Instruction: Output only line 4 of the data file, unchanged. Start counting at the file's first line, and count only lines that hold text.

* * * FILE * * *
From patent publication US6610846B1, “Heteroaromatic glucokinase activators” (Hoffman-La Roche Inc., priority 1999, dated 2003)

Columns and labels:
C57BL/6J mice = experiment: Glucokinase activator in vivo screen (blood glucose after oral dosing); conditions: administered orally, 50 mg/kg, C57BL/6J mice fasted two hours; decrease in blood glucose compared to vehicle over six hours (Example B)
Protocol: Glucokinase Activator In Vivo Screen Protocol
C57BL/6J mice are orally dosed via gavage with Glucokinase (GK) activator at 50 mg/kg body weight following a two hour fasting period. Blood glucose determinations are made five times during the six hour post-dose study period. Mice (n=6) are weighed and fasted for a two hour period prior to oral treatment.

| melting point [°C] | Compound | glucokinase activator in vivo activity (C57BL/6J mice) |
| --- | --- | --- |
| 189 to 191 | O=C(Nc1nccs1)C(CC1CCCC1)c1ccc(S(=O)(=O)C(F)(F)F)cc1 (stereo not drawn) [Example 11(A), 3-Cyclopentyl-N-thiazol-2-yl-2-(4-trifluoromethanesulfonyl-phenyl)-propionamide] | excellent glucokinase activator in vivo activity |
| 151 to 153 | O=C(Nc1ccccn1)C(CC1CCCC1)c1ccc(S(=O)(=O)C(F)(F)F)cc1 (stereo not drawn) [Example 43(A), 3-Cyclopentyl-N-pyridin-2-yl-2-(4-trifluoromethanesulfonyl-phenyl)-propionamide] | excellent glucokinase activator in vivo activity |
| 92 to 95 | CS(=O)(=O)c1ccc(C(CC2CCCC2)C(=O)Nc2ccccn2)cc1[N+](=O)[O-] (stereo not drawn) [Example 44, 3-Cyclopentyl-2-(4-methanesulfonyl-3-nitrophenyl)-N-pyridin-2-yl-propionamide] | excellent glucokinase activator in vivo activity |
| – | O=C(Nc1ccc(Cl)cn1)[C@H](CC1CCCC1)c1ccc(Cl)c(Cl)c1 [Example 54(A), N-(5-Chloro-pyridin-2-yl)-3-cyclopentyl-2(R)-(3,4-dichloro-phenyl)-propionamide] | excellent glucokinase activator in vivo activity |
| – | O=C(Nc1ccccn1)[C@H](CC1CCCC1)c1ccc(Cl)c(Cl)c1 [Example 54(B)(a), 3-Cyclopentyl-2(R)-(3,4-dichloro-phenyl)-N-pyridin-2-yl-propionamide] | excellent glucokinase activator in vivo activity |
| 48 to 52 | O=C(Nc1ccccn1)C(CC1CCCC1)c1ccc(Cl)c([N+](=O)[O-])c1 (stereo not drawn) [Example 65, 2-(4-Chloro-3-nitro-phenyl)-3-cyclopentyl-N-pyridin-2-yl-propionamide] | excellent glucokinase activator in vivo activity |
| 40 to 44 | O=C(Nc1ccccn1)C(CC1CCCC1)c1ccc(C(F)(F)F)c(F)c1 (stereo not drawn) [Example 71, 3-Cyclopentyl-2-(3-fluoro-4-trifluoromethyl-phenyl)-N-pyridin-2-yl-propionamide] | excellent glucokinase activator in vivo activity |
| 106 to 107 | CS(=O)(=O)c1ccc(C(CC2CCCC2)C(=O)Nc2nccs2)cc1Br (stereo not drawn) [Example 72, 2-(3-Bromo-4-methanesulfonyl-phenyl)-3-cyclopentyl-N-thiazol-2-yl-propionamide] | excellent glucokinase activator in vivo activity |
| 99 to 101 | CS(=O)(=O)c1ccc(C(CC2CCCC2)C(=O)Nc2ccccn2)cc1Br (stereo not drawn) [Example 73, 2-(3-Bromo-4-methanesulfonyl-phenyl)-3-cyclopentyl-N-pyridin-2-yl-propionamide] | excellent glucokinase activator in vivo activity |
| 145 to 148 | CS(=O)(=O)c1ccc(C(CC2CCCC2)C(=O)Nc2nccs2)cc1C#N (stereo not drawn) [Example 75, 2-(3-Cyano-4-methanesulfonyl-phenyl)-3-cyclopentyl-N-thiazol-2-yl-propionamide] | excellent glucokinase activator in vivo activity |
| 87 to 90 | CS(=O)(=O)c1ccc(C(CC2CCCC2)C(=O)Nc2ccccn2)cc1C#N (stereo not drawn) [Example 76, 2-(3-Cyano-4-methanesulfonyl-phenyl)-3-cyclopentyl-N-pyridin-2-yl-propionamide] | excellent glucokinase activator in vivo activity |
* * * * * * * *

Protocol: Glucokinase Activator In Vivo Screen Protocol